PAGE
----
Kellogg Mimics Unilever and General Mills and Sets Up Fund to Find Tomorrow’s Star Companies

636020988427202724118.jpg

21 Jun 2016 –-- Kellogg is following the likes of General Mills and Unilever by launching an investment fund which will invest around $100m in start-ups, in the hope of identifying the Chobani of tomorrow.

The investment fund, called eighteen94 capital, will make minority investments in companies "pursuing next-generation innovation" including start-ups pioneering new ingredients, foods, packaging and technology.

Gary Pilnick, vice chairman of Kellogg, said: "As consumer preferences move toward more diverse tastes and trends, the pace of innovation in the packaged food industry continues to intensify.”

"By investing directly in the most promising entrepreneurs and ventures, we can increase greatly our access to game-changing ideas and trends that could become significant sources of growth for us. “

“At the same time, we will be providing these companies with essential growth capital and access to Kellogg resources and expertise, which will help drive their ideas and businesses. It's truly a win-win."

Kellogg said the $100m identified will look to invest in businesses which the cereal maker believes will lead to long-term growth and those that are already making money.

While focusing on start-ups, the Special K maker said it could invest in those businesses which are more developed if they represent a good fit.

Eightenn94 capital will be managed by Simon Burton, a 10-year executive at Kellogg.

In addition, Kellogg has partnered with Touchdown Ventures, which specializes in corporate venture capital, to assist with management of the fund.

"We want to help take our partners' innovative spirit and passion as far as they can go," added Burton.  "We want to help create the ideal conditions for growth; that's why we believe that 1894 will become the destination for ideas."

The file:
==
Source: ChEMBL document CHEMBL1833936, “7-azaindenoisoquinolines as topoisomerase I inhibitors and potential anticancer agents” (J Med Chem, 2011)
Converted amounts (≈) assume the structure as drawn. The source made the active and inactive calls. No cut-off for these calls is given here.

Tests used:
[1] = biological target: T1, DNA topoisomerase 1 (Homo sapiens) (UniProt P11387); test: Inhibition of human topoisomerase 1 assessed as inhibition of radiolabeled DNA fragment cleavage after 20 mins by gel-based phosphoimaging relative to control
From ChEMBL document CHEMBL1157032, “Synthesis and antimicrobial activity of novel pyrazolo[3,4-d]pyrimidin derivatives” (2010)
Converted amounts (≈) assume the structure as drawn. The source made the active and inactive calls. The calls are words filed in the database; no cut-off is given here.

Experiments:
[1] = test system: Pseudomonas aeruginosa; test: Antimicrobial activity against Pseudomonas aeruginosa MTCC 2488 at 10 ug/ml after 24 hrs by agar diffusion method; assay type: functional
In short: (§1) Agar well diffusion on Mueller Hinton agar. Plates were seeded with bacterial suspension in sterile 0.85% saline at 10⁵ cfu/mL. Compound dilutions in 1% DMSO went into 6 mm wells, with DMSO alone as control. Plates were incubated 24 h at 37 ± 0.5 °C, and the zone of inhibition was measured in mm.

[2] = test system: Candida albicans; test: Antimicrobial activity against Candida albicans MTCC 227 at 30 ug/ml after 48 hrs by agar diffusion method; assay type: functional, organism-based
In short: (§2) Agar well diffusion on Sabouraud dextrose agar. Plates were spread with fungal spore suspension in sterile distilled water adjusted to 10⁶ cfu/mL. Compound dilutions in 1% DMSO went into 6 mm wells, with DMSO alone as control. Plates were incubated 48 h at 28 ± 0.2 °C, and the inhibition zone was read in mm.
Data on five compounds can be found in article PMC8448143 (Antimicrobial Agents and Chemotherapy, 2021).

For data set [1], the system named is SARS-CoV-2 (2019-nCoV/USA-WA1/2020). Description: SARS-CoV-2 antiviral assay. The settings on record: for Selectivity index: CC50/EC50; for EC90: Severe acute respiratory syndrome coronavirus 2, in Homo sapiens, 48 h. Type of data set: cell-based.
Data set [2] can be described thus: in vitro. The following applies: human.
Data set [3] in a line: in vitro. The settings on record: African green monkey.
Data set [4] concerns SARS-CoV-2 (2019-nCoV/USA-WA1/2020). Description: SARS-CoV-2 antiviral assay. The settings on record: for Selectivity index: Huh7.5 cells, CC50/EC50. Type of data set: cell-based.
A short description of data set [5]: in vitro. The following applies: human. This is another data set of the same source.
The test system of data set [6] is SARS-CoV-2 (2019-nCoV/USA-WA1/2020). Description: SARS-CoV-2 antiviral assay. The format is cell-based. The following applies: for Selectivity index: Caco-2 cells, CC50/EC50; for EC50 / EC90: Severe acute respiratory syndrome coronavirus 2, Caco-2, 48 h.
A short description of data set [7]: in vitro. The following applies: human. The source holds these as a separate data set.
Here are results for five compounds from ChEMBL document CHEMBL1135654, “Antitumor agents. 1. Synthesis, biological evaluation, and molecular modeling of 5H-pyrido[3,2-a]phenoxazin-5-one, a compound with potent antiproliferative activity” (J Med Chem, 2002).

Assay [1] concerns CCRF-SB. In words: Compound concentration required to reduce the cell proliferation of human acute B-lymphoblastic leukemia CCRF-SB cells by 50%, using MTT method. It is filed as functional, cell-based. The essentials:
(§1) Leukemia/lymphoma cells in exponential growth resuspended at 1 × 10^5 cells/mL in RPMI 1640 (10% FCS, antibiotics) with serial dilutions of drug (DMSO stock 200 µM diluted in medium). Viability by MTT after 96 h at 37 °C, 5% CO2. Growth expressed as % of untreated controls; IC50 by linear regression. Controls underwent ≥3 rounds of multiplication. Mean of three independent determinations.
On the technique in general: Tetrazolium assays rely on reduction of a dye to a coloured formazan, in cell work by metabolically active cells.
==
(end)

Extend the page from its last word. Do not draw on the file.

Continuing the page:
The move taken by Kellogg mirrors those taken by other food companies, such as Campbell Soup, General Mills and Unilever.

Food giants believe that by investing in start-ups, they can make up for the shortfall of producing successful products organically.

General Mills’ 301 Inc investment fund has made a number of investments recently including Good Culture, the cottage cheese maker.

Unilever's Foundry initiative, meanwhile, set up in 2014, is focused on funding tech starts-up which Unilever believes will add to its arsenal.

Unilever has invested millions of dollars in over 60 pilots.

To contact our editorial team please email us at editorial@cnsmedia.com

Related Articles

Food Ingredients News

Campbell Soup CEO retires as company sales fall flat

21 May 2018 --- Campbell Soup has announced that its CEO Denise Morrison is retiring immediately and be replaced by board member Keith McLoughlin as interim CEO.

Packaging & Technology News

FrieslandCampina launch “innovative plant material” cardboard liter pack

21 May 2018 --- FrieslandCampina’s long-keeping chocolate milk brand, Chocomel, is set to be packaged in a new, innovative cardboard liter pack made up of 80 percent raw plant material from Tetra Pak. The move places Chocomel as the first product to be packed in the liter pack, of which wood and sugar are the parent materials.

Food Ingredients News

Biodegradable packaging: Bio-lutions helps tackle India’s crop burning concerns

08 May 2018 --- German start-up company, Bio-lutions, are taking great strides to combat India’s huge air pollution and plastic waste problems through the conversion of agriculture waste into biodegradable packaging. Starting as a pilot-plant in Bangalore, the company has big ambitions to expand operations across India and ultimately the wider world.

Food Ingredients News

Chemical giants “disappointed” after EU court backs neonicotinoids ban

18 May 2018 --- An EU court has backed a partial ban on neonicotinoids saying that the European Commission was correct five years ago when it restricted their use in a bid to protect bee populations. The General Court of the European Union confirmed on Thursday the validity of the restrictions introduced at EU level in 2013 against the insecticides clothianidin, thiamethoxam and imidacloprid because of the risks those substances pose to bees.

Food Ingredients News

Valio China establishes new business units for a growing market

18 May 2018 --- Finnish dairy company, Valio has held an unveiling ceremony for its China head office in Shanghai. The newly established head office will focus on serving the growing Chinese market. Besides the Ingredient business units, Valio China has also established the new business units of Retail and Food Service. By carrying on the century-honored Finnish heritage in innovation and high quality, Valio China will stand side-by-side with Chinese consumers to create a better life together.

More Articles